Case Studies

Eliminating Title VII Claims Against a Leading Product Distributor

Epstein Becker Green led a client (a leading distributor of maintenance, repair, and operations products) to victory in a federal case that highlighted the importance of compliance with the procedural prerequisites to commencing an action under Title VII of the Civil Rights Act of 1964 (“Title VII”).

In April 2018, the plaintiff, a former employee of our client, filed a pro se complaint in a New Jersey Superior Court, asserting claims against our client involving sexual harassment, hostile work environment, retaliatory discharge, and slander. Epstein Becker Green, on behalf of our client, filed a motion to dismiss the complaint for failure to state a claim upon which relief may be granted. In July 2018, the court dismissed the plaintiff’s purported claims for hostile work environment, retaliatory discharge, and slander but allowed the plaintiff to file an amended complaint.

The plaintiff filed an amended complaint, alleging that he was subjected to workplace sexual harassment and retaliation in violation of Title VII. He also claimed that our client violated Title VII by denying him a promotion and pay increase and subsequently terminating his employment.

In September 2018, shortly after removing the matter to the U.S. District Court for the District of New Jersey (“District Court”), Epstein Becker Green, on behalf of our client, filed a Rule 12(b)(6) motion to dismiss the plaintiff’s amended complaint, because the plaintiff failed to plead exhaustion of administrative remedies to satisfy the procedural prerequisite to a Title VII claim.

On March 7, 2019, the District Court dismissed any Title VII claim in the plaintiff’s amended complaint for failure to exhaust administrative remedies. Having dismissed the only federal claim, the District Court declined to exercise supplemental jurisdiction over any attempted state law claim, including any attempted claim for defamation or slander. The plaintiff has not refiled a complaint in New Jersey state court.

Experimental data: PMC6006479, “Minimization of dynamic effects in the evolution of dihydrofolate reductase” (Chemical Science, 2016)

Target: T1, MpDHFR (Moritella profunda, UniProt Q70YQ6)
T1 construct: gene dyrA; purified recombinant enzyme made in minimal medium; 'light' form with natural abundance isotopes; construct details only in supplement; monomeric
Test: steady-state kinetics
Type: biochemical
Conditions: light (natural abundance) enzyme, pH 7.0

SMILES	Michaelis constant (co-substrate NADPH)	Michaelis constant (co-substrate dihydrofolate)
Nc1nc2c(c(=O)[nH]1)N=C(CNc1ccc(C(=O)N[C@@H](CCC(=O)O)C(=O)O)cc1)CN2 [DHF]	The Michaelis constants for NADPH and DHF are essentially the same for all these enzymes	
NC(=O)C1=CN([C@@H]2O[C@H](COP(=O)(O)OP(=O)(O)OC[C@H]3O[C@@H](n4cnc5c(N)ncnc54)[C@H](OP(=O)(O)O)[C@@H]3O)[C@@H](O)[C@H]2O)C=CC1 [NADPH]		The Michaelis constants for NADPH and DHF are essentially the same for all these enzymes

The Epstein Becker Green team was led by Patrick G. Brady and included John M. O’Connor.

Obtaining the Dismissal of an ADA Case Brought by a Plaintiff Who Wouldn’t Appear at Pre-Motion Conferences

Epstein Becker Green helped a major retail client terminate a lawsuit because the plaintiff, a former employee of our client, failed to appear at pre-motion conferences.

The case began in early 2018, when the plaintiff filed a pro se complaint against our client alleging a hostile work environment in violation of the Americans with Disabilities Act (“ADA”). After discovery was completed, in July 2018, Epstein Becker Green, on behalf of our client, filed a letter with the court, requesting a pre-motion conference for leave to file a motion for summary judgment.

The court scheduled the pre-motion conference for September 27, 2018, but the plaintiff failed to appear at the conference. The court then scheduled a telephonic pre-motion conference for October 5, 2018, but the plaintiff failed to appear for that conference. After multiple attempts to reach the plaintiff by telephone were unsuccessful, the court rescheduled the conference for later in the day on October 5, but the plaintiff again failed to appear. The court then ordered the plaintiff to file a letter with the court by October 22 if she intended to pursue the action, but the plaintiff failed to file the letter. Therefore, Epstein Becker Green, on behalf of our client, requested that the court dismiss the lawsuit with prejudice.

In late 2018, the court dismissed the plaintiff’s complaint “for failure to prosecute and to comply with the court’s orders.” Pursuant to 28 U.S.C. § 1915(a)(3), the court also certified that any appeal from the court’s ruling would not be taken in good faith and denied the plaintiff in forma pauperis status (thus, the plaintiff will not have her court filing fees waived) for the purpose of an appeal.

The Epstein Becker Green team was led by Patrick G. Brady and included John M. O’Connor.